Makin’ Cyber Sausage


So after 2 plus years of flogging the old, cost-for-nothin’ look I selected randomly  way back when The Oink was a scrawny piglet, it’s time for a facelift. Nothing crazy mind you, and all improvements should be for the better. But no plastic surgery is without its scars or mysterious extended hotel stays, and part of the polish job I’m putting on the site requires that I migrate my web hosting off of WordPress. All that means is that I’ll soon be at (and not I’m trying to make everything as seamless as possible, but I’m kind of a moron when it comes to computing. So thanks in advance for your patience. And thanks for making The Oink a long, old project that still feels like it has some new places to explore.

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A 30 minute meal… not on purpose

Habanero clams overhead

I’ve always disliked the notion that there are magical quick fixes. That the kitchen and the time you spend there caring for your ingredients is actually just time spent waiting for the right work-around. Put that crap in a box or a jar or a cookbook, put some famous face on it and call it progress. Call it a shortcut. Call it a life hack, if you need everyone to know you’re too smart for your own good. I’ll keep calling it what it is: bullshit.

And don’t gimme that overly cheery crap about “No one can tell the difference!” I can tell the difference. My two year old can tell the difference. And when I cook, that’s what matters.

Good food requires care and attention to detail.

But that’s not to necessarily say that it requires a ton of time. Which is why I love clams. They’re delicious. They’re relatively cheap. And they cook up into a damn fine meal in no time flat.

Additionally, clams are versatile. They can be scaled back to something simple and light or tuned up to knock you flat on your ass with pork fat, garlic and heat. I almost always end up preferring the latter, but hey, options are nice when selecting your ingredients.

Habanero Clams board 2

This recipe was a case of getting lucky. I had an idea, the usual bits of sausage and wine lying around, some hot peppers and anchovies, and it actually worked pretty damn nicely. In fact, it worked so well that these clams with sausage, wine and habaneros are now in regular rotation for me. They go beautifully with pasta if you just up the tomato a bit and let most of the wine evaporate. Otherwise, a little toasted and buttered sourdough puts you right in business.

This recipe is very open to improvisation, any kind of flavorful sausage will do. And just about any kind of heat will get you there, although the bright fruitiness of the habaneros really does make it. You could probably even use beer instead of wine. Just don’t dump in a tin of soup, a hot dog and a bunch of fuckin’ Hamburger Helper and call it a day, please.

Clams finished

*As an aside, you may notice my photos getting on the better side of mediocre here. A quick thanks to Judy and Clyde for my new 50mm lens, it makes a world of difference. It’s not every mother-in-law that reads the phrase “pig-fucker” in relation to soup and actually decides to contribute to your delinquency.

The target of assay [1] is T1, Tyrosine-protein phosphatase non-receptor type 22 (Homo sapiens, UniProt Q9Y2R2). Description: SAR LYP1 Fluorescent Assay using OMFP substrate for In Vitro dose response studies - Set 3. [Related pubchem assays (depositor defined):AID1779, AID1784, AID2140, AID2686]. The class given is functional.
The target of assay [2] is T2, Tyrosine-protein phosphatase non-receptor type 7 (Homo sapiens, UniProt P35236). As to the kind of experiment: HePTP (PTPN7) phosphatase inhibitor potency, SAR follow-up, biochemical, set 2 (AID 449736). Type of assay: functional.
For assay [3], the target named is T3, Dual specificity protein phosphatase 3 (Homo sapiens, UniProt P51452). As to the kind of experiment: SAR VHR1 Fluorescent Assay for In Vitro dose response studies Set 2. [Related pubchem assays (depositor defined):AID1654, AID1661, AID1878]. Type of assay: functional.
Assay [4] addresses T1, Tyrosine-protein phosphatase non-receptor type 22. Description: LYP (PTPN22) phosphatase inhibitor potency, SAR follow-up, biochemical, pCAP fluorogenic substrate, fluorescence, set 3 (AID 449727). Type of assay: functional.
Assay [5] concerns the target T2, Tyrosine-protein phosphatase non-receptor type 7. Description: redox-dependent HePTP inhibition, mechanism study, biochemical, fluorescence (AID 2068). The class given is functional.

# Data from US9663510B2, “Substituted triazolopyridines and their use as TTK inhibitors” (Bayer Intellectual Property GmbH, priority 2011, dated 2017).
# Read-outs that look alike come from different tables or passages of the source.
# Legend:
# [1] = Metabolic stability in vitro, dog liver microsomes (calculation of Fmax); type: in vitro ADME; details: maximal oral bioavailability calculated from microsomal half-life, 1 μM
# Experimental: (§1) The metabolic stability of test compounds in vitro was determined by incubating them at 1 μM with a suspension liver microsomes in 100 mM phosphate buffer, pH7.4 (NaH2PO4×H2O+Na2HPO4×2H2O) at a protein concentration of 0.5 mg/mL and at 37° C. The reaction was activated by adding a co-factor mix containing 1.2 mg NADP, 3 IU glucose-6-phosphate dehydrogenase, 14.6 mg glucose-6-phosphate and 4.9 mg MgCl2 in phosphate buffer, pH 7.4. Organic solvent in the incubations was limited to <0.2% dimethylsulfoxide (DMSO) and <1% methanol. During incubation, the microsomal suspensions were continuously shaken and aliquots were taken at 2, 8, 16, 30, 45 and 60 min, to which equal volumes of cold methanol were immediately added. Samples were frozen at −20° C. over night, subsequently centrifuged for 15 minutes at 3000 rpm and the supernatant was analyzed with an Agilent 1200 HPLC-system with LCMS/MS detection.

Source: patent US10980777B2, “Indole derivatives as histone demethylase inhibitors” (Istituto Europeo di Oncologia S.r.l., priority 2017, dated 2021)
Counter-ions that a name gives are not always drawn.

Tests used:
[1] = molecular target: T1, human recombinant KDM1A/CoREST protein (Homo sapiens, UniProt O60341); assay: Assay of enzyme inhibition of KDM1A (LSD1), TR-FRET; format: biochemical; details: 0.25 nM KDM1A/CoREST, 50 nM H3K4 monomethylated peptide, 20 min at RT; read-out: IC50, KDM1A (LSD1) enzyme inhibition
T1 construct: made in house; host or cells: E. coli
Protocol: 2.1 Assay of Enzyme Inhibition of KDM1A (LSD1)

Clams with Sausage and Hot Peppers
1lb live clams, like littleneck, rinsed well
1/3lb hot Italian sausage
2 chopped anchovies
½ onion, diced
3 garlic cloves, sliced thin
1-2 habaneros, sliced thin
Fresh oregano
White wine
½ cup tomato sauce or diced tomatoes

In a large heavy skillet with a lid, brown your sausage thoroughly. Add in your anchovies, onions, garlic and ¾ of the habaneros. Cook till the onions are translucent. Throw in a little oregano, your tomatoes and splash in a little white wine. (I keep frozen tomato sauce on hand, which works really well. Or if you’re making a pasta sauce, just crush a can of San Marzanos and toss them in) Bring to an aggressive simmer, add your clams and cover. Cook, checking after a few minutes to see if the clams have begun to open. When they just begin to open-up, kill the flame and let them sit covered for another minute or so, you just don’t want to overcook them. Sprinkle with a few extra habanero slices. Toss with pasta or eat straight out of the pan with buttered bread. Enjoy, then fantasize about kicking the Pilsbury dough guy in the face.

Posted in Just Good Stuff | Tagged , , , , | 4 Comments

It’s the most wonderful time of the year.


So it’s the holidays. And as much fun as it may be to act like a snarky assholish curmudgeon, the truth is I love this time of year. I love Christmas. You get to not work. You get to be with family. You get all the good free shit that you’re usually too cheap to buy for yourself. Little kids running around adds a whole other element to it. And in my family, you get to eat. A lot.

Holiday meals for me are grand and dogmatic affairs, strictly controlled, based on “the old ways” and tracing their lineage back to my earliest holiday memories to a modest house in Jerome, Idaho where my grandparents lived. Its main gathering areas were limited to the small kitchen and it’s adjacent table and then the living room that came off of that. For some reason, this was determined to be the perfect space for all of our large family gatherings.

My mother and her sisters would cram anywhere between 17 and 100 family members, friends and holiday orphans into that space, most of whom over the age of 12 were holding lit cigarettes, all of whom regardless of age spoke no softer than a bullhorn, and all of whom no matter blood or creed crowded into that house-shaped clown car in the name of family togetherness.